Sermon: Climate Change in Mythical Time

February 17, 2019

I was hesitant to address Climate Change in a sermon, as it’s something I personally have a hard time finding hope around. I warn you, there will be some rough moments in this sermon, but I invite you to stay with me so that we may sit together with the fear and uncertainty, and begin to find a way to move forward.

No one really wants to talk about Climate Change. This is actually something liberals and conservatives have in common. They might use it as a talking point to trash people on the other side, but I don’t see many discussing it in depth.

Generally, conservatives don’t want to hear it because they want to think it can’t be true. Human beings cannot be both so powerful that they could cause, and so powerless that they could be killed by a change in Earth’s chemistry. On the other hand, many liberals I know look at the dire projections of Climate Scientists with despairing fatalism. It’s too late to do anything, they say, and even if it weren’t, human beings are too selfish to change their ways. The way these fatalists see it, we’re doomed. We may as well Netflix and chill till the End comes.

Climate Change seems too big, too horrifying, and in a sense, too fantastic to deal with the way we deal with say, healthcare or queer rights. These are issues that we see and feel in our own bodies, and ones that we can imagine improving for us personally, or for individuals like us. It’s much harder to conceive of shifts in the rhythms of the earth that will kill hundreds of thousands or more, which will drown cities and burn mile after mile of farmland.

When I read scientific predictions about Climate Change, the splitting glaciers and the poison ocean and the sun that can cook a human body from the inside out, it doesn’t sound like something from the real world. It sounds like a myth.

This is from “The Uninhabitable Earth” in New York Magazine: David Wallace-Wells notes that the Indian novelist, Amitav Ghosh, wondered if Climate Change would work its way into popular fiction. He concluded, “Probably not, because the dilemmas and dramas of climate change are simply incompatible with the kinds of stories we tell ourselves about ourselves, especially in novels, which tend to emphasize the journey of an individual conscience rather than the poisonous miasma of social fate.”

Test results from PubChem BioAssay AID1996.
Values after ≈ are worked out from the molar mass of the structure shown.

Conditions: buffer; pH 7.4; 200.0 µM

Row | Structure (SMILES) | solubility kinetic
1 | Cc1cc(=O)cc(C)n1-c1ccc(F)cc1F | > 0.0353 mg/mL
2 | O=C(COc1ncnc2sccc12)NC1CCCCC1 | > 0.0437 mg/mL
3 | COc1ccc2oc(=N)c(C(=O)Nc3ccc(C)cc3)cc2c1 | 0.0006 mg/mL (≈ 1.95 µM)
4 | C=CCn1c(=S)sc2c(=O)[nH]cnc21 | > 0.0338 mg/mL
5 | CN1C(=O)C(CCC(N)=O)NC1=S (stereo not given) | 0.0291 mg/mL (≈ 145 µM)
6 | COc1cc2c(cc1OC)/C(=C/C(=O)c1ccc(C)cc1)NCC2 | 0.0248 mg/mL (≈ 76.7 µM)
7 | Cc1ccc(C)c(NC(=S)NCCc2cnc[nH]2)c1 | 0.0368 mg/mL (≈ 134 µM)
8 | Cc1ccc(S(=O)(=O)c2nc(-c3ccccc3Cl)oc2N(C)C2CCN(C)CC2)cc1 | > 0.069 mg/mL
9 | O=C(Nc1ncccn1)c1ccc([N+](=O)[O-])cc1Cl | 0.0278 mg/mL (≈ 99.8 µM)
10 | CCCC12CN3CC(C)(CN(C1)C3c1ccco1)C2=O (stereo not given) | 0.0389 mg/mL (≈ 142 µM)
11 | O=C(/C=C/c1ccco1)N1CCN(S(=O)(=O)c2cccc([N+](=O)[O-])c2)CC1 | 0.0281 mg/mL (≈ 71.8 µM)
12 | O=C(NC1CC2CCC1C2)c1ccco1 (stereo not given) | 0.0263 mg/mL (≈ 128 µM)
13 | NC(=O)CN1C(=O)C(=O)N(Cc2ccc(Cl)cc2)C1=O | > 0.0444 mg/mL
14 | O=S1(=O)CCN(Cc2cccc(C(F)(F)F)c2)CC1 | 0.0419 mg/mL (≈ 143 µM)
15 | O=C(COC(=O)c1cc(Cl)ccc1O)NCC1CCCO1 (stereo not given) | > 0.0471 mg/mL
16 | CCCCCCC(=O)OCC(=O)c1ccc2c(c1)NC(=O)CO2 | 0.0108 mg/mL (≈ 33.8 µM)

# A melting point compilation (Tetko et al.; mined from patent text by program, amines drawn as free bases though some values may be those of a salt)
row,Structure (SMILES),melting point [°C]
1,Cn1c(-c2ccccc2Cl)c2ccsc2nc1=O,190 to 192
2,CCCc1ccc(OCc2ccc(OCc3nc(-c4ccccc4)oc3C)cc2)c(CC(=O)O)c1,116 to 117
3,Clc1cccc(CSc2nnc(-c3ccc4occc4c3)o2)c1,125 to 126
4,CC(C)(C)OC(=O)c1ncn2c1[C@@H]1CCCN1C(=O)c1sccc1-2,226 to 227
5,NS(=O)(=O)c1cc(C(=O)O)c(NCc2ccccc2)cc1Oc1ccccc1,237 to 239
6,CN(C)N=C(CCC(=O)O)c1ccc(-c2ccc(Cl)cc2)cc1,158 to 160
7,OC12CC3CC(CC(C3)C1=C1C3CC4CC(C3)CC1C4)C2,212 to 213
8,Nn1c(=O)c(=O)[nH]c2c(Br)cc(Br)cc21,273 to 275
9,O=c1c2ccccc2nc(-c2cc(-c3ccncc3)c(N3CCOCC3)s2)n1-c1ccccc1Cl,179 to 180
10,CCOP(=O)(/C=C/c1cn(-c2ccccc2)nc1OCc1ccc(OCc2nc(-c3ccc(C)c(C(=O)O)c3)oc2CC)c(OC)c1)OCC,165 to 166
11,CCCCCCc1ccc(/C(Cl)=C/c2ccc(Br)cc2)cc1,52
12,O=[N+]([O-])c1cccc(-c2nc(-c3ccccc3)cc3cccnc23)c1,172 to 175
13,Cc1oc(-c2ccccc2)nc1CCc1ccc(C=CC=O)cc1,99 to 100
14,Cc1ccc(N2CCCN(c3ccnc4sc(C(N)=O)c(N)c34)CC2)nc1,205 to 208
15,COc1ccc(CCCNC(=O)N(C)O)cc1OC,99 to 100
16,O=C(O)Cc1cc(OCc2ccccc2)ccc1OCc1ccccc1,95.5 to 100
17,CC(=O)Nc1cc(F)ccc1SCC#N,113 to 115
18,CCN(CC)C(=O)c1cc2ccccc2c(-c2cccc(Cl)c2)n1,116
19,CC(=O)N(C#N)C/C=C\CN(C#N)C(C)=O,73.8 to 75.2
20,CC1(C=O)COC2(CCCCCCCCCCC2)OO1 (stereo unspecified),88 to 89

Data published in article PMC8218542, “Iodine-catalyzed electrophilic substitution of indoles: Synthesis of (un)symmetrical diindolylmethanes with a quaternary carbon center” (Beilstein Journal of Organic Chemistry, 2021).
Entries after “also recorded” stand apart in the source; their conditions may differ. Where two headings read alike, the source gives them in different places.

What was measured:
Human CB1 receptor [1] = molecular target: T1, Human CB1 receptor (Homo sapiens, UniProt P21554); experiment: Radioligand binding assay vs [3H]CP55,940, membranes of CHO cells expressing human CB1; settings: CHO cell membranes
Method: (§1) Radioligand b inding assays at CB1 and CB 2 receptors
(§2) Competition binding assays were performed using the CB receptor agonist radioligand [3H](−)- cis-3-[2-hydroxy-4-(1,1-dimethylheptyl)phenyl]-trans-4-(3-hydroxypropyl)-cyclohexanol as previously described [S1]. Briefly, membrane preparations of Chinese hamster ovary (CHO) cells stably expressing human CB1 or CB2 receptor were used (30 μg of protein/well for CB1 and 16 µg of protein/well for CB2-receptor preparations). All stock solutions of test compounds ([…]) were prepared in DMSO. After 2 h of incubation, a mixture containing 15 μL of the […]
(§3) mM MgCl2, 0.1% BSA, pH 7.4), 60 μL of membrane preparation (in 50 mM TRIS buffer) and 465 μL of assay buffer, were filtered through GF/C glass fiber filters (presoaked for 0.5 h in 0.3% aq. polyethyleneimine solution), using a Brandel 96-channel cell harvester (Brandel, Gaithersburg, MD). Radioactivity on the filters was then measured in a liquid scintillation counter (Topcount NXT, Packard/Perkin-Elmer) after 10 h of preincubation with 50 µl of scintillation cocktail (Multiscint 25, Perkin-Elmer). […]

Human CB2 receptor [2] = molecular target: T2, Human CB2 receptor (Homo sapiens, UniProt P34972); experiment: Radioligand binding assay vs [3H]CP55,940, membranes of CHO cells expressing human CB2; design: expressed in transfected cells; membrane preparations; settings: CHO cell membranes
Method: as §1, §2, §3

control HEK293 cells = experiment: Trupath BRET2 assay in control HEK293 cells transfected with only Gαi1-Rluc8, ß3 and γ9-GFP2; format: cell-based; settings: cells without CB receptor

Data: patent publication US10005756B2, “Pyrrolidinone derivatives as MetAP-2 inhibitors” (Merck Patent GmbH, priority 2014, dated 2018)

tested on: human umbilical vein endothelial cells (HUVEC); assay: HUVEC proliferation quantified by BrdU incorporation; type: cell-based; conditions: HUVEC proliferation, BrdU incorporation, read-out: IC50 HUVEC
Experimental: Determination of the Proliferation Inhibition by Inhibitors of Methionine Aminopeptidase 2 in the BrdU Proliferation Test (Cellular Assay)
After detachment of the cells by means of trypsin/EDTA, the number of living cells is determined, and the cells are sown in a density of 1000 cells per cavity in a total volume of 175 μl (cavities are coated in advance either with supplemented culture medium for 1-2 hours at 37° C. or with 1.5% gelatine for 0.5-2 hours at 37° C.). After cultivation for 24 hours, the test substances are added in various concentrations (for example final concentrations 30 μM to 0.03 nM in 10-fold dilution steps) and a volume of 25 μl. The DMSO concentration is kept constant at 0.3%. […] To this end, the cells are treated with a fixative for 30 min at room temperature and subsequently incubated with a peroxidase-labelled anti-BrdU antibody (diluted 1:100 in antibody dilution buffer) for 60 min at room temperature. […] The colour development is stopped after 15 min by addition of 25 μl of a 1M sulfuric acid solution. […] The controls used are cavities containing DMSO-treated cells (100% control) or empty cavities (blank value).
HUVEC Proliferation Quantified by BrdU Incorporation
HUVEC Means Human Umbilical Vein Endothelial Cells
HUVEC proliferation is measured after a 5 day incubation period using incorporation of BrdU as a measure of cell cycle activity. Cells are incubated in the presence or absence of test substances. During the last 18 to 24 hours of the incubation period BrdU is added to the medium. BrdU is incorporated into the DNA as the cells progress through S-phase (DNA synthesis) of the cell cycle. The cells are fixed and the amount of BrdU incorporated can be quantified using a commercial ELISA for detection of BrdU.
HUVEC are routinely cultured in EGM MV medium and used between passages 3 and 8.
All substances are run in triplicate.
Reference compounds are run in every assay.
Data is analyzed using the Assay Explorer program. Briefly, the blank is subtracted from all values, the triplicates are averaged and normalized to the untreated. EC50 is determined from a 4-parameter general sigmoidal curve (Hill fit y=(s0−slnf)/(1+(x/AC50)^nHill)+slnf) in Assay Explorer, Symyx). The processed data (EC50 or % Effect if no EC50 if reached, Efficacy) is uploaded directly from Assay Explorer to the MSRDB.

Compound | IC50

This may be true about the modern novel, but the rise in the modern novel’s relevance has correlated to the rise of the Industrial Revolution. This may be a coincidence, or the popular narrative of the modern individual might very well be an enabler of suicidal industrialism. Who can say.

Myth, on the other hand, has never had a hard time portraying large consequences for the actions of large groups of people. In fact, the Hebrew Scriptures are very much concerned with the “poisonous miasma of social fate,” as Wallace-Wells puts it.

Now, I don’t use myth in the way they do on TV. A myth is not something to be “busted,” and it is not a lie. Myth in the sense that I’m using it here is a cultural or religious story that is bigger than what we might call “reality.” A Myth might have historical content, but it is not tied to the rules of history. It might contain facts, but it’s not contained by them. A Myth is more important than that.

In this sense, as I see it, the Bible is full of Myth. And indeed, a lot of the apocalyptic content in the Bible might provide us with the closest literary parallels we have to the prophesies of the climate scientists.

Many people focus on Revelations, with its floods and fires and moons of blood. Revelations’ placement at the end of the New Testament sets stage for the popular idea that the Bible, and also, therefore, History, must have a dramatic, apocalyptic end. What I find interesting, however, is that the story of the Flood, which we heard part of near the beginning of service, appears only seven chapters into Genesis, the very first Scripture in the Hebrew canon.

The Bible starts with the End of the World.

I think about the vast swaths of time and generational repercussions represented in mythologies and scriptures when I read modern writers argue that it’s simply “not human nature” to plan for the future. In another New York Magazine article, Losing Earth: The Decade We Almost Stopped Climate Change by Nathaniel Rich, the author says